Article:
We previously showed that visceral adipocyte-derived exosomal microRNA content is pathologically altered in obesity to impair insulin receptor signaling. However, why some obese youth (± insulin resistance) remain normoglycemic, while others progress to hyperglycemia, is not fully understood.

We hypothesize that compared to obese normoglycemic youth (ON), circulating adipocyte-derived exosomes from obese hyperglycemic youth (OH) are enriched for microRNAs targeting carbohydrate metabolism and this association is modified by the amount of visceral fat (VFAT).

We conducted a cross-sectional analysis of 55 obese pubertal adolescents (12-17 years), who underwent OGTT, whole body DXA, and serum adipocyte-derived exosomal microRNA assays. Univariate and regression analyses compared ON and OH groups. MicroRNA profiles were evaluated via ANCOVA and ANOVA.

ON (n=32) and OH (n=23) groups were similar for sex, age, race, pubertal stage, BMI, and fat mass (FM). However, OH had increased VFAT compared to ON (88.1±24.6cm2 vs. 71.4±21.6, p=0.01). Between OH and ON, 33 known mature human microRNAs were differentially expressed (p<0.01) in circulating adipocyte-derived exosomes. Once filtered for microRNAs with experimentally confirmed or highly conserved predicted targets, 14 microRNAs remained, which collectively putatively target 2331 mRNAs. These mRNAs were further filtered for association with VFAT (p<0.05), leaving 1304 mRNAs. These mRNAs were enriched for 179 canonical pathways (p<0.05). Notable carbohydrate metabolism targets include activation of PI3K/AKT (z=+1.4; 19/127 elements) and STAT3 signaling (z=+3.3; 21/132 elements).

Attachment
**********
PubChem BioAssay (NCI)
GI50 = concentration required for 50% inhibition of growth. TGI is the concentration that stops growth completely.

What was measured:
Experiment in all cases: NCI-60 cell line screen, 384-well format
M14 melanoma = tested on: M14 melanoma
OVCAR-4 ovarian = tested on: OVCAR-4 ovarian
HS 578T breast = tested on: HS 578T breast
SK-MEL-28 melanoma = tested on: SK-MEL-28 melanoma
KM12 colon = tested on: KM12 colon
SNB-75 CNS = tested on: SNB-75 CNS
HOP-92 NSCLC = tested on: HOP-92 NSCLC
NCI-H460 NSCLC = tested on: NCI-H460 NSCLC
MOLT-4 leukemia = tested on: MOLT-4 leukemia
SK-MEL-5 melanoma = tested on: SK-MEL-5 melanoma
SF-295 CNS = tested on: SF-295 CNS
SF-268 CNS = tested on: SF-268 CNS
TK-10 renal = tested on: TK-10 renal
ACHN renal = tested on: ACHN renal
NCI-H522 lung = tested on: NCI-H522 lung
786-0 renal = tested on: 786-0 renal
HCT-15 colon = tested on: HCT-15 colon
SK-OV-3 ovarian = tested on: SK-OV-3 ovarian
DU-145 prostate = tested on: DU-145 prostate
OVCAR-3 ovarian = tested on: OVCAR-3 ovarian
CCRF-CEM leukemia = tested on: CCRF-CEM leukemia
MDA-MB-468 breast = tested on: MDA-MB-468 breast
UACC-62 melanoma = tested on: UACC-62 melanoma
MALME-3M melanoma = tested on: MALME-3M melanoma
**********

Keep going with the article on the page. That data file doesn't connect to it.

Although similar to ON for BMI and FM, OH show changes in adipocyte-derived exosomal microRNAs targeting carbohydrate metabolism that are associated with increased VFAT. Circulating visceral adipocyte-derived exosomal microRNAs may help drive the transition from obese normoglycemia to hyperglycemia.


S.N. Magge: None. R.J. Freishtat: Stock/Shareholder; Self; Adipomics, Inc.


National Institutes of Health

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